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Excavator Guarding Guidance

Standards for guard railing on forestry mobile plant

Some of you may have received communications from enthusiastic machinery and parts suppliers/salesmen stating that: 
‘Worksafe is making all forestry machines mandatory to have hand rails installed to the AS 5327 requirements.’
Worksafe have confirmed to FICA that hand/guard rails are not mandatory, the link below provides guidance.

From WorkSafe:

Manufacturers, engineering firms and forestry contractors purchasing new equipment need to ensure guard railing on forestry mobile plant adheres to the correct standards.

  • New guard railings should be built to AS 5327:2022 (ISO 2867:2011 MOD) Earth-Moving Machinery - Access Systems standards.

  • For existing machines, guard railing that was engineered to AS/NZS 1657 is fit for purpose. Before installing guard railing, a risk assessment should be carried out by a competent person and the hierarchy of controls applied.

Questions and answers

Below are some of the key questions about standards for guard railing on forestry mobile plant.

What standard should I be building to?

If you are starting a new build, then guard railing should be built to AS 5327:2022. If you have already started a build and guard railing has been designed to AS/NZS 1657, then this can be continued with - there is no need to change.

I am purchasing a new machine; what standard is required for guard railing?

If there is a fall from height risk on the new machine and guard railing is being installed as a control to the risk, then the guard railing should meet standard AS 5327:2022.

Are these standards also used for machine guarding?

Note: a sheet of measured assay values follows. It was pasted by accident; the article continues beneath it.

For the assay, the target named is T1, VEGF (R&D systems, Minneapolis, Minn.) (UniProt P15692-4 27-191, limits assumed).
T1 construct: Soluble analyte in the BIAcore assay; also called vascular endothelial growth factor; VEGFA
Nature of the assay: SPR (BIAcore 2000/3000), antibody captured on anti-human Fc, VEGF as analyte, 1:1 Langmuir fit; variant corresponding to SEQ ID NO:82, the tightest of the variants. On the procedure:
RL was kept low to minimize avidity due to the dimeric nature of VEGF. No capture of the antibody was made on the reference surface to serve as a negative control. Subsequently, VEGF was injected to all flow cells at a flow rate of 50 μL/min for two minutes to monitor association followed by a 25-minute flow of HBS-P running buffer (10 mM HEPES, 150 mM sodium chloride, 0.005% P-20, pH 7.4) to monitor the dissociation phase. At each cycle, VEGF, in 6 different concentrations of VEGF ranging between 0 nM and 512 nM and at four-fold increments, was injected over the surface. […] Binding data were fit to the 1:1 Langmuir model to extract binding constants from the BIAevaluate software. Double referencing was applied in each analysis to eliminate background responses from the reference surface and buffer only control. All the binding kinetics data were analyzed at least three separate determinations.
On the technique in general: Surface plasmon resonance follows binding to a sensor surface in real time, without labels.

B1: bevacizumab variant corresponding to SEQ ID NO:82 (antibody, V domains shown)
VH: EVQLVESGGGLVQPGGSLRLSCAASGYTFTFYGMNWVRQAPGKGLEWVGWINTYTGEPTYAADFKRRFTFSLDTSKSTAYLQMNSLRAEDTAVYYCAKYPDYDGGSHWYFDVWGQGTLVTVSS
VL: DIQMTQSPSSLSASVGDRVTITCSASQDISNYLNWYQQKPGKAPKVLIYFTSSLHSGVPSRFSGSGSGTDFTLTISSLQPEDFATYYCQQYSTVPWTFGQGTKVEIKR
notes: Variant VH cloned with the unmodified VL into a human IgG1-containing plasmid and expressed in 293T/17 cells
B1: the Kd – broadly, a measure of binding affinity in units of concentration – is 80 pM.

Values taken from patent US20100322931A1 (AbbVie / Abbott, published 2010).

No, you should continue to use standard AS/NZS 4024 for machine guarding.

Do I need guard railing on all of my machines?

Not necessarily. You should carry out a risk assessment before making your decision. If you can eliminate the hazard (for example, plumbing oil and greasing access from a safe position), you may not need guard rails. Consider guard rails if workers are at risk of falling when accessing plant or work areas.

Hierarchy of controls

The best way to avoid an accident is to always try to eliminate a hazard. If a hazard cannot be eliminated, then look at minimising the possibility of an accident.


1. Eliminate the hazard

Completely remove the hazard from the workplace. Example: To ensure safe access and egress for service requirements, plumb the greasing system etc so they can be accessed from a safe position (that is, no need to climb on machine).


2. Isolate the hazard

Reduce the chance of a fall. Example: Install guard railing.

3. Use engineering controls

Install new or adapt existing components to reduce the risk of the hazard. Example: Install barriers, guard railing, toe boards, tread plates.

4. Use administrative controls

Change work practices and procedures.

Example: Carry out a risk and hazard assessment before the job and document safe procedures for the task.

5. Use PPE

This should be the last resort after you have considered all other options.

Example: Use a fall from height arrest system (harness and lanyard).


Questions? If you have questions, contact the WorkSafe Guidance team for more information. Email: